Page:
Karen has been deeply involved in Community Science coastal projects since 2015 when she became took part in Black Oystercatcher monitoring as well as Sea Star wasting rejuvenation surveys . Early on she “adopted” Otter Rock Marine Reserve, and in 2019 founded the Friends of Otter Rock — a new group of concerned citizens organizing to protect the beauty and diversity of natural life encompassed within the Otter Rock Marine Reserve.
A large part of Karen’s volunteer work is monitoring Black Oystercatchers. Not only does Karen regularly monitor from the shore, but she has also hired a local fisherman to monitor from a boat in order to get a more holistic picture of the birds. During the summer months, you will find Karen on the beach daily, educating the public about the importance of protecting the nest sites and giving out brochures about the oystercatchers. Karen has also generously testified at Ocean Policy Advisory Council, which influences marine habitat protection.
Kahler received the Mamie Campbell award in 2018, but was unable to attend the award ceremony. We are honoring him with our 2020 recipients.
There are few people who have given more to Portland Audubon over the past two decades than Kahler Martinson. Kahler has offered his tremendous expertise and leadership in the conservation realm to Portland Audubon in myriad ways. He has served as a cornerstone of Audubon’s Conservation Committee. He has twice served as a volunteer interim executive director of Portland Audubon during times when Audubon was in a time of transition. You know you have truly arrived as a volunteer when they put you in charge of the whole organization!
Kahler attends meetings, testifies at hearings, and writes comments. Portland Audubon Conservation Director Bob Sallinger recalls that one of Kahler’s first assignments for Portland Audubon, more than 20 years ago, was keeping an eye on Sallinger as he took on his first policy assignments. Today Kahler is still reminding us to think hard about our positions and playing a huge role in formulating Audubon’s conservation strategies.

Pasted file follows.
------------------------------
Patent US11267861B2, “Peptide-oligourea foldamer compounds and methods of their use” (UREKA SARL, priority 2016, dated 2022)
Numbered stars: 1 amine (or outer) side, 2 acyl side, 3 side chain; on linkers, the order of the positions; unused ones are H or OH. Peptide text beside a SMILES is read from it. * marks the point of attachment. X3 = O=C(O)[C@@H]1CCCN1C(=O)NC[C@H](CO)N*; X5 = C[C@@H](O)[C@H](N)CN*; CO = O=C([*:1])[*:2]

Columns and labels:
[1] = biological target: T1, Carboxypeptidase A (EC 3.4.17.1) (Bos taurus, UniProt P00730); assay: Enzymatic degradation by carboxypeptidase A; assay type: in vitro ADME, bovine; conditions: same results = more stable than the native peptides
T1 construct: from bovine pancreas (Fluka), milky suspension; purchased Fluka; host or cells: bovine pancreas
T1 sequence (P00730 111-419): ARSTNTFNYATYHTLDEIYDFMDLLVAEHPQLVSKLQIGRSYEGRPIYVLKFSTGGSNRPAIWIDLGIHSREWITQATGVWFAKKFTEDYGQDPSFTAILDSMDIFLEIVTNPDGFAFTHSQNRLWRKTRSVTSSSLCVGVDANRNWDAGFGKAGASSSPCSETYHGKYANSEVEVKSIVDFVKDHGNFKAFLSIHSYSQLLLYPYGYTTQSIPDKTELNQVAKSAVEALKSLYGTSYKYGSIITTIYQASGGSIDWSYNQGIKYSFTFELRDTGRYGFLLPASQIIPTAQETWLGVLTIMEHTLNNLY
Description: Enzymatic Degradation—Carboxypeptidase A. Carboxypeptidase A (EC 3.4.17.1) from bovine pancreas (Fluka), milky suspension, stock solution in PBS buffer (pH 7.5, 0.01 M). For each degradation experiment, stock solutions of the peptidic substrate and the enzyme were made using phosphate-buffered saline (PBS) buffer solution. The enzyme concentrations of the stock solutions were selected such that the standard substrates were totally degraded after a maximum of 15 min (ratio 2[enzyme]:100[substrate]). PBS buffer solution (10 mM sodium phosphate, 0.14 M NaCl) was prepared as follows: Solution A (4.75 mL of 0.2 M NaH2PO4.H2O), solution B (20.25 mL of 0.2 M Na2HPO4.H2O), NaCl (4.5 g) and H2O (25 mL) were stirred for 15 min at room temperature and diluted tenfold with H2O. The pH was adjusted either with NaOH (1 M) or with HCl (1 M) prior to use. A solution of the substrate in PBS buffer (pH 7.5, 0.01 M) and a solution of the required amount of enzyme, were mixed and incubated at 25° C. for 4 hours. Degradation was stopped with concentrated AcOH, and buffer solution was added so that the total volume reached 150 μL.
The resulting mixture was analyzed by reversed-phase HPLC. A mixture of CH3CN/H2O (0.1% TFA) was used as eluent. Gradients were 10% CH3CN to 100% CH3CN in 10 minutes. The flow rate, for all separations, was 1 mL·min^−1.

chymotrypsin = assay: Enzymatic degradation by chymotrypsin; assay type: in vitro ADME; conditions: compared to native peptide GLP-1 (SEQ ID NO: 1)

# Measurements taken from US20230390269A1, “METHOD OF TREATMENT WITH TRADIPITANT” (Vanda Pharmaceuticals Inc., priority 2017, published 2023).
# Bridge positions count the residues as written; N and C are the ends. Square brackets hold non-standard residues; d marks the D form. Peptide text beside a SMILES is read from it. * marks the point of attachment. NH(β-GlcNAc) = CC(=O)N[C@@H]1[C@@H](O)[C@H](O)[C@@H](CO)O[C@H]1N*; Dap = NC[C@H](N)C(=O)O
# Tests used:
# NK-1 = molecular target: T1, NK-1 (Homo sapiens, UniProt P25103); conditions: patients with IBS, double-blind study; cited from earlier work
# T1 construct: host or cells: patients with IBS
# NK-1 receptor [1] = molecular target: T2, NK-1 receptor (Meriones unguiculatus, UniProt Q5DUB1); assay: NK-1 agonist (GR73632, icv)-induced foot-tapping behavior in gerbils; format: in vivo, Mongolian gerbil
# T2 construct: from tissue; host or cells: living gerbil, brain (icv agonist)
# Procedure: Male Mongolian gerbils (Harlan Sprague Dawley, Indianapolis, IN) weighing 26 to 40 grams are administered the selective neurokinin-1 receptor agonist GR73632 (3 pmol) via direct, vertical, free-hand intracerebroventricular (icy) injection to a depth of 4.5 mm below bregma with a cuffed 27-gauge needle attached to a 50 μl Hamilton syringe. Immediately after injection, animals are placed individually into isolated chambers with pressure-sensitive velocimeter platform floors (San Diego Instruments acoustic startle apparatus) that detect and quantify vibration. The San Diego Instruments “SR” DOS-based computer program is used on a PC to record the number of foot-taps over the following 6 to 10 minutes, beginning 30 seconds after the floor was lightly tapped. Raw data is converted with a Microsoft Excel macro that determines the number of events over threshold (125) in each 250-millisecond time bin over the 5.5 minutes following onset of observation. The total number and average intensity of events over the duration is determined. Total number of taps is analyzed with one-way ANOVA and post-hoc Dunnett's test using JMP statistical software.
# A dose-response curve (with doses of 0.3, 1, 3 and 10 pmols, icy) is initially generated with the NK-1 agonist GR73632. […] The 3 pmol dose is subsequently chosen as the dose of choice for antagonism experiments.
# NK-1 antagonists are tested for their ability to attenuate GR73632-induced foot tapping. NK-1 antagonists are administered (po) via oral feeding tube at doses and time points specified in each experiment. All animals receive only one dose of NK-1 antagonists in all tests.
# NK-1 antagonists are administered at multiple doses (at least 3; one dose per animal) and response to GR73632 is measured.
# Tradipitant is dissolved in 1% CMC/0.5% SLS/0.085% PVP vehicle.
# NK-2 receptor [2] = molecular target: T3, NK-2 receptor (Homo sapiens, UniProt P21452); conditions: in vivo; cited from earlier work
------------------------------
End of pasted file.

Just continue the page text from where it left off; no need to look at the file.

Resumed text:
Youth Leadership Awards
And this year, for the first time since 2012, we are also honoring 3 young volunteers with our Youth Leadership Award. Established in 2012, the Youth Leadership Award is given to young volunteers who demonstrate leadership and a deep commitment to learning about and caring for the environment.
Fern joined Portland Audubon in 2018, and in two years has contributed almost 300 hours! Fern holds a regular shift in the Nature Store, has been a Counselor in Training, and is now a Sanctuary Tour guide. Fern brings so much creativity and energy to our Special Events! Fern loves all things involving birds, and is a budding wildlife photographer.
Our Nature Store staff say “Fern has excelled and grown so much since starting at the Nature Store! Fern has learned new skills, loves engaging with customers and kids, and tackles any task thrown their way. Fern’s love for animals (especially birds) is evident at each shift, and it translates to a caring and dedicated volunteer.”
During her time at the Wildlife Care Center, Katja has consistently impressed us with her thoughtfulness and maturity. One thing that stands out about Katja’s work is her enthusiasm for outreach. On top of completing all of her routine tasks, she is always the first to volunteer to cover the phones when we are short-staffed. Answering our hotline is one of our most stressful roles as wildlife advocates and it takes a lot of patience and resilience to do it properly.
In taking on this challenge, it is clear that Katja’s passion for wildlife extends beyond her own personal convenience or ego. She really cares that not only every animal gets the help it deserves, but that the people involved come out better educated and more empowered than they were when they started.
Ezra has volunteered in the Wildlife Care Center since 2015, starting with cleaning in the baby bird room. Since then, he’s become a regular and steady member of the Saturday crew. Ezra shows up, works hard, and pitches in where needed.
His shift mates describe him as reliable, punctual, and willing to take on extra tasks as needed. During last baby bird season he substituted several times, and was always willing to take on the big and small tasks that need to get done to keep the Care Center running efficiently!